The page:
People working in different services work within different sets of constraints, which have an impact on what they are able to deliver. These can include the eligibility criteria for accessing their services and the priorities that their team is working towards.

Investing time in understanding others’ constraints can shed light on how best to work with them, as well as the ways in which they are and aren’t able to flex their approach to meet service user needs.

'An acute health need isn’t always the same as an acute housing need. Those sorts of issues bring people into conflict. That’s why spending time working on relationships is so important: you can explain what seems incongruous or unfair.' 

Homelessness service manager

'A letter from a doctor won’t automatically open doors. There’s no point writing a letter about someone’s overall vulnerability. You have to show they are more vulnerable than the hypothetical average person would be if made homeless and what their clinical condition means for the harm they would face on the street.' 


3. Make it easy for people to work with you

Some organisations share simple resources that set out how to make referrals to their service, what their eligibility criteria are and the information they need, with simple process guides and contact details. Others recommended regularly sharing information and engaging other services early on, to draw on their expertise and give them time to prepare for referrals.

'Keep things simple – give people simple forms, don’t use jargon or assume people know what acronyms mean.'


4. Create a directory of key local services

Having a directory of relevant services in your area enables you to quickly work out what support is available and how to access it. Carrying out this mapping exercise can itself be an opportunity to build relationships. Interviewees stressed the value of sharing the directory with others and the importance of keeping it up to date.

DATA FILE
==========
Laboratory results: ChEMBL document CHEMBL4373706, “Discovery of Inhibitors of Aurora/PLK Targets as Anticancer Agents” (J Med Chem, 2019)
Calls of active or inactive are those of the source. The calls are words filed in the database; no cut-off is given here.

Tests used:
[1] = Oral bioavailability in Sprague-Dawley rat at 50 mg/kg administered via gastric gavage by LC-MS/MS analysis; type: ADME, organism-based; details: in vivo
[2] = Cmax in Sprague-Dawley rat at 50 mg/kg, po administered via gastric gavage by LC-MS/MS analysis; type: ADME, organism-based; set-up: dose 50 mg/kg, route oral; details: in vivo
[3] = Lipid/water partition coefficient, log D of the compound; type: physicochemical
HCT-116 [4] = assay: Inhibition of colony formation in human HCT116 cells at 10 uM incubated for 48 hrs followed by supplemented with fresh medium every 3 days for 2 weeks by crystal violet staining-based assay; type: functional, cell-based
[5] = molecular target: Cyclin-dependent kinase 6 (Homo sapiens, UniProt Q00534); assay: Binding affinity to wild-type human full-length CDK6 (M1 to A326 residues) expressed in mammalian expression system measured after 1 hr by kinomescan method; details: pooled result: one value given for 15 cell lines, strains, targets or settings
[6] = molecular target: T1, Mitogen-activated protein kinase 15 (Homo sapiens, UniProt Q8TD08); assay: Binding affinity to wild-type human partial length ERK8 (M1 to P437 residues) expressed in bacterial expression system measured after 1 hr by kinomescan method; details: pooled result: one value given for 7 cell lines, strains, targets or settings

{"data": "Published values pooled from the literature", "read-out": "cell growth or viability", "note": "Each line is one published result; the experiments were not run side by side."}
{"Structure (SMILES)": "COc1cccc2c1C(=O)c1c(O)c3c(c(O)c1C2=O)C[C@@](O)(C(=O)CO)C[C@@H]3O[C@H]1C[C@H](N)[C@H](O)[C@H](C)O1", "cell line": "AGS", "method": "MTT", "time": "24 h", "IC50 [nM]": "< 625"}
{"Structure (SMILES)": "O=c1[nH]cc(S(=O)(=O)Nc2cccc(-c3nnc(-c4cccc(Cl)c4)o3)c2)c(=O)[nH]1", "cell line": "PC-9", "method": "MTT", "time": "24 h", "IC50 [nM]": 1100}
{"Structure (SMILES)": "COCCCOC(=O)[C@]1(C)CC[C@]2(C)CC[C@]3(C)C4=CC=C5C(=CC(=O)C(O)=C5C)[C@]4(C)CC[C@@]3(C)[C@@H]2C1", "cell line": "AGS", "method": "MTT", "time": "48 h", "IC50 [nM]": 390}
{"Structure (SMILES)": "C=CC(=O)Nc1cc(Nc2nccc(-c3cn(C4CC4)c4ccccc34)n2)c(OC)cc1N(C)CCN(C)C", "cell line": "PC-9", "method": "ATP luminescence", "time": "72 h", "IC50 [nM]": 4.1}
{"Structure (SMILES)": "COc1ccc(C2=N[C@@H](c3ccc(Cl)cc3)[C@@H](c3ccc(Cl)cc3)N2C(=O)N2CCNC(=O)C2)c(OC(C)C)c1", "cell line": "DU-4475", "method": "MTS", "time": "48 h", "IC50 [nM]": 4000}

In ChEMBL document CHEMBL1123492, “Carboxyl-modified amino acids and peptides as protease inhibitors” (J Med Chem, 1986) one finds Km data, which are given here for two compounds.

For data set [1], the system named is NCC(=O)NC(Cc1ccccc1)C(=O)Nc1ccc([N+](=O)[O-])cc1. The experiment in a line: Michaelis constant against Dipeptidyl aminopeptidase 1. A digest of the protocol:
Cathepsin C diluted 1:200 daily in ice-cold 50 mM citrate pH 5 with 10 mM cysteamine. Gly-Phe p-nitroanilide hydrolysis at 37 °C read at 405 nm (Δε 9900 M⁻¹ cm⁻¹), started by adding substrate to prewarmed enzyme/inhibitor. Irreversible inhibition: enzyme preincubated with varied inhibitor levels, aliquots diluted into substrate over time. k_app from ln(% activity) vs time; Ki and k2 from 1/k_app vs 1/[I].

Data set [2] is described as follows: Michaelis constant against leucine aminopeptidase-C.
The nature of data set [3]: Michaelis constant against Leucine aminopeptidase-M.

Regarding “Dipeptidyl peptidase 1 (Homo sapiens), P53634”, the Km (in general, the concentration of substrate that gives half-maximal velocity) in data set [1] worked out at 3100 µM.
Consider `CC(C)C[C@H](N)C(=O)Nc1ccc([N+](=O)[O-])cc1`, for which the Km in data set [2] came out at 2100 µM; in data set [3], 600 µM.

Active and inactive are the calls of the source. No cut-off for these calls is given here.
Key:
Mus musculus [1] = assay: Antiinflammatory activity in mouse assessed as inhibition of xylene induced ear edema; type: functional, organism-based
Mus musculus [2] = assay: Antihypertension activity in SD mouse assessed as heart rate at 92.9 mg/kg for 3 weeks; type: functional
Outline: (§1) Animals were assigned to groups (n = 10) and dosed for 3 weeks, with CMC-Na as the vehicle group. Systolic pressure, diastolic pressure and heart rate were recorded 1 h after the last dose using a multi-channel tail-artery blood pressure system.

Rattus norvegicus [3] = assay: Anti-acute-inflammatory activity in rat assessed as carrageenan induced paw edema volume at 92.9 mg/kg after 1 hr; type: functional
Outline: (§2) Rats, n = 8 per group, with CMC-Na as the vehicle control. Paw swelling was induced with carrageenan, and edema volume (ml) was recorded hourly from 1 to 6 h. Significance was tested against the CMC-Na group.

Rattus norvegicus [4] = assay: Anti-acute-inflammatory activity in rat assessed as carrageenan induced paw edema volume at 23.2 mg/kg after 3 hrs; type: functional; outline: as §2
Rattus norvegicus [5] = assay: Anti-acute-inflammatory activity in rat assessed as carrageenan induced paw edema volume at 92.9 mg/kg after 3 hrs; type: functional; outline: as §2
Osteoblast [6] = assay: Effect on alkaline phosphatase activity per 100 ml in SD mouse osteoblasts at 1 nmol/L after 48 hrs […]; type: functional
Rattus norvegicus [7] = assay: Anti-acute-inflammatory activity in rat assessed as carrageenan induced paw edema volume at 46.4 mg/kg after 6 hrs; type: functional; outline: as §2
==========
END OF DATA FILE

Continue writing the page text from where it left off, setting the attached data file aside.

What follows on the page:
Key information to gather about each service in your area might include:

  • Contact information for key individuals

  • Services offered

  • Eligibility criteria

  • Which client groups they serve

  • How to make referrals to them

  • What information they need about service users

'We developed a profile for each hostel. I went to each hostel and filled those out. We’ve given them to the discharge teams, the occupational therapists and the hostels. The hope is that when they’re discharging, they can flick through and see which placement will be appropriate.' 

Occupational therapist

'Hostels vary in terms of clientele, eligibility requirements and facilities. There’s lots of assumptions about the level of care that a hostel can provide. A discharging team might think ‘There’s staff 24 hours a day, therefore they can do things like medication’, but that isn’t the role of staff there. If people need that then they need a care package.' 

Housing support worker

5. Language and acronyms

Terminology differs across services, which can often create a barrier to effective communication. Interviewees recommended keeping a ‘glossary’ of terms used in other services. We’ve provided a example glossary below with a few key terms used in health and housing services. We encourage you to adapt this to suit your own working relationships. Keep it up to date, because new terms often emerge and definitions can shift over time.

'Don’t be afraid to ask what someone means. And watch out for cases where you’re using the same word to mean different things.' 

Clinical psychologist